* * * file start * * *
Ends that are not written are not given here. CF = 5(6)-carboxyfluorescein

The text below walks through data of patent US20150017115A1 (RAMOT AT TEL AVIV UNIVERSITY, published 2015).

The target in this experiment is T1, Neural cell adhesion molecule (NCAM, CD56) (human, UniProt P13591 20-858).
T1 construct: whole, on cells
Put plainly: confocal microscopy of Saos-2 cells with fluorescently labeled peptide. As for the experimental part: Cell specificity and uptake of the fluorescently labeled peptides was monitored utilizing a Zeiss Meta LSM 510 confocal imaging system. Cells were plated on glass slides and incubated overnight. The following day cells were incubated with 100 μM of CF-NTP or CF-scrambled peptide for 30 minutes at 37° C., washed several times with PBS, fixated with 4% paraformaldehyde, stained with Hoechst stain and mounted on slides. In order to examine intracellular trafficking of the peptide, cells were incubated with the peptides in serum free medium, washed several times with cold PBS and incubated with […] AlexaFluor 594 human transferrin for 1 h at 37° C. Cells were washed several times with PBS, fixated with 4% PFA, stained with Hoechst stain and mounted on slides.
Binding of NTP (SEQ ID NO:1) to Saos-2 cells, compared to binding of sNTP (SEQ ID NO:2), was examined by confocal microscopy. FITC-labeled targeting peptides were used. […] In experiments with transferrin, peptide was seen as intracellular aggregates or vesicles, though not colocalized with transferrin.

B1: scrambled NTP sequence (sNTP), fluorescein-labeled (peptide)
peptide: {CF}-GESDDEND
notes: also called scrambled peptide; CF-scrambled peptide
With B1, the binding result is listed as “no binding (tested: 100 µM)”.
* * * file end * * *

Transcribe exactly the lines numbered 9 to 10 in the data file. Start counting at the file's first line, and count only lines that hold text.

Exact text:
notes: also called scrambled peptide; CF-scrambled peptide
With B1, the binding result is listed as “no binding (tested: 100 µM)”.